Europe: The Week Ahead (May 15-22)
Market participants are set to receive the National Bank of Romania’s monetary policy decision in the week ahead, while consumer prices continue to post higher-than-expected increases.
Romania’s consumer price index (CPI) rose to its highest peak in April since December 2012, far above the central bank’s target band, and spurring some in the market to consider a potential rate hike.
CPI registered 4.1% year-over-year in April, up from 4.0% in the prior month, while the NBR had left its monetary policy rate unchanged at 2.50% at its latest meeting in early April, where it has resided for the past year.
The central bank highlighted that the annual CPI inflation rate rose from 3.27% in December 2018 to 3.32% in January and 3.83% in February 2019, standing above the upper bound of its 1.5% to 3.5% range and higher-than-expected.
In fact, all major CPI components posted higher-than-expected increases during this period, mainly on the back of a pick-up in the prices of vegetables and fruit, as well as tobacco and energy costs. Rising demand-pull and wage cost-push inflationary pressures, as well as the local currency leu exchange rate, have also spurred an upward rise in core consumer price inflation.
Moreover, growth in the country has been slowing, marked by a “sizeable widening” of the current account deficit compared to the same year-ago period.
In 2018, the pace of GDP growth plunged to 4.1% from 7% in the previous year, underscored by a fall in investment, a larger negative contribution from net exports, as well as a slower rise in private consumption.
Wednesday, May 15
- National Bank of Romania Interest Rate Decision
Thursday, May 16
- Alro Group - Earnings (Q1)
Wednesday, May 22
- National Bank of Romania Monetary Policy Meeting Minutes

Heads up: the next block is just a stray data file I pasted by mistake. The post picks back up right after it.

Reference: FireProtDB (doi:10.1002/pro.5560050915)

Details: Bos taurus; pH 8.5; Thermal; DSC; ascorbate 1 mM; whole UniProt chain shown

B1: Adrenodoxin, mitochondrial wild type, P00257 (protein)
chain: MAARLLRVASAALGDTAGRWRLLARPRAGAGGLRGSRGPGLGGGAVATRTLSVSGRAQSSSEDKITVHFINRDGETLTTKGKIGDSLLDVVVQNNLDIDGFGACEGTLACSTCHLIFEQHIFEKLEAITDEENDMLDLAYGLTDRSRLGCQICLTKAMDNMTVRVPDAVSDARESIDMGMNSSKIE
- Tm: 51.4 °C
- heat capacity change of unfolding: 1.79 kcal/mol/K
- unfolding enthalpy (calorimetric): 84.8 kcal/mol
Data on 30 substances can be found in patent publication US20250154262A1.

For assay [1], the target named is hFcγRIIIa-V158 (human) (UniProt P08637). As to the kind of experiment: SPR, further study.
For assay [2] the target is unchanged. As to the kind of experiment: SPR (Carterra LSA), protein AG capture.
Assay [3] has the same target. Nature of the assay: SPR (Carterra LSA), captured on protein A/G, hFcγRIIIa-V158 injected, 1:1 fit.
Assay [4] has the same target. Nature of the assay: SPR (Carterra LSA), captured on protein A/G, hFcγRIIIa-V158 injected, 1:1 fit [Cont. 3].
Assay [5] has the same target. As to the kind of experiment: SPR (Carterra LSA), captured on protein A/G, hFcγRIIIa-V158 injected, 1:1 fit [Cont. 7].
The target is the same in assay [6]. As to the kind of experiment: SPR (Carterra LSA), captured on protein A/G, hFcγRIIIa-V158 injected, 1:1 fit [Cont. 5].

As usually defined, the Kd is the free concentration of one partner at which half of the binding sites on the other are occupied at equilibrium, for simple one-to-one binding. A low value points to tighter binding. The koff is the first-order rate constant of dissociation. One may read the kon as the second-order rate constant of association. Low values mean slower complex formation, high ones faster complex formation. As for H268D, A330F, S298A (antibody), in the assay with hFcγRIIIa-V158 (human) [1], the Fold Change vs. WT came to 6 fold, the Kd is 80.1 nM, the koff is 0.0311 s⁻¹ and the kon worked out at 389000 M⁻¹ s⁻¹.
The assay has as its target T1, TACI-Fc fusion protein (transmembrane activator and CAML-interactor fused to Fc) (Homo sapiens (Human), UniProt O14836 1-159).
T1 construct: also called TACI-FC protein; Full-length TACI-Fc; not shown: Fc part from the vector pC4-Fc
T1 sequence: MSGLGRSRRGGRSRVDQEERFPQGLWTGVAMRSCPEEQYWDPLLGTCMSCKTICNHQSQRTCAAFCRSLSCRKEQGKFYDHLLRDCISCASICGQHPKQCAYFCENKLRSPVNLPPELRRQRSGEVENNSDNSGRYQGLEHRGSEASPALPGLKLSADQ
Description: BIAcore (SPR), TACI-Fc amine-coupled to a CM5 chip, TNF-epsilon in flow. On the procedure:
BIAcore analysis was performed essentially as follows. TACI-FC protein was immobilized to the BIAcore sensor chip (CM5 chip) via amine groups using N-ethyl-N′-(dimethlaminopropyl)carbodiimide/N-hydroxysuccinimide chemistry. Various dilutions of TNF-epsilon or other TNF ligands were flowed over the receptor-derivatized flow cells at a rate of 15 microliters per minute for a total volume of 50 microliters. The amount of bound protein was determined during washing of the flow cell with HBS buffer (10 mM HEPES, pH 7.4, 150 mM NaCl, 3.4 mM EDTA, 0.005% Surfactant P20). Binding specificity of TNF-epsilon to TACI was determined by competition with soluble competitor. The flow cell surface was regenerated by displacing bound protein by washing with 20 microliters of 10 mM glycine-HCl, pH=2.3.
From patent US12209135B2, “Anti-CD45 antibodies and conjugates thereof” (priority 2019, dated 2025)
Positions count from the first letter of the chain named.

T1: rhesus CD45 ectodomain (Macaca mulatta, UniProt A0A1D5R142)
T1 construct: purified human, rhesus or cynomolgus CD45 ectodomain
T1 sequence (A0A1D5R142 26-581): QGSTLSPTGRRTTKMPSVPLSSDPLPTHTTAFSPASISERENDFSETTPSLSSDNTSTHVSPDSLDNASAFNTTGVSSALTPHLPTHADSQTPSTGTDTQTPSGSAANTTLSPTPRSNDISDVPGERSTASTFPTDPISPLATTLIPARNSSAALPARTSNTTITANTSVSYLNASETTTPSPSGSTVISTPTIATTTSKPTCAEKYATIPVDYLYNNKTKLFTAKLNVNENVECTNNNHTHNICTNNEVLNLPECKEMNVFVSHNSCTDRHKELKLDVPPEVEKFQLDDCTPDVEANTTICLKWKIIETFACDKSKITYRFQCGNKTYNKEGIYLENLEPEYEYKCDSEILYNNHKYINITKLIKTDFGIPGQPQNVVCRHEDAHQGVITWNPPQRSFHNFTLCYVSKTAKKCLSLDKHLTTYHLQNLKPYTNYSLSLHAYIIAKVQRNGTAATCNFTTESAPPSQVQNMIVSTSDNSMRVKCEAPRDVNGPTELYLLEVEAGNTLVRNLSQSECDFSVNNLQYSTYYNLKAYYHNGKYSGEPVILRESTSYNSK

The NBR added that the uncertainties and risks surrounding the inflation outlook “stem from the fiscal and income policy stance and labor market conditions.
“The evolution of the current account deficit remains a matter of concern. Also important are the uncertainties related to the pace of euro area and global economic growth, the international oil price developments, the monetary policy stances of the ECB and of central banks in the region, and to the effect of Brexit.”
Public debt prices fall
Against this backdrop, the yield on Romania’s 10-year government note has risen by roughly 32bps over the period of May 7, 2019 from its 52-week low of 4.58% set in early March 2019. The note was last trading at a yield of around 4.89%, according to Bloomberg.
Prices on the country’s bond maturing March 11, 2029 has skyrocketed to 104.10 earlier in May from a 52-week trough of 97.02 set in late January, according to IBKR Trader Workstation. They have since settled down to around 103.345.
Materials drag down Romania’s equities
In equity trading, Romania’s stock market, the Bucharest Exchange Trading Index (BET), was last down around 0.35% to a little north of 8135 after gaining about 5.35% year-to-date in 2019. The index Tuesday was dragged down by a more than 5.3% plunge in the materials sector, dominated by aluminum company Alro.
Alro noted that during the first quarter of 2019, the recent fall in aluminum prices, influenced by several factors, including the risks of higher production output in China, U.S.-imposed tariffs, and potential new imposed barriers.
The metal has declined in value by roughly US$536 from its 52-week high of US$2345 set in June 2018.
While Alro Group generated higher sales year-on-year in the latest quarter, its EBITDA margin contracted to 12.3% from 17.7% over the same period.
Alro Group is scheduled to post its financial results for the first quarter on May 16.
Investors will be paying close attention to Romania’s rate decision, in line with its rate of inflation, while those in the metals market will likely be keeping an eye on Alro’s earnings, as well as the performance of BET and its materials sector.
Note: This material was originally published on IBKR Traders' Insight on May 14, 2019.
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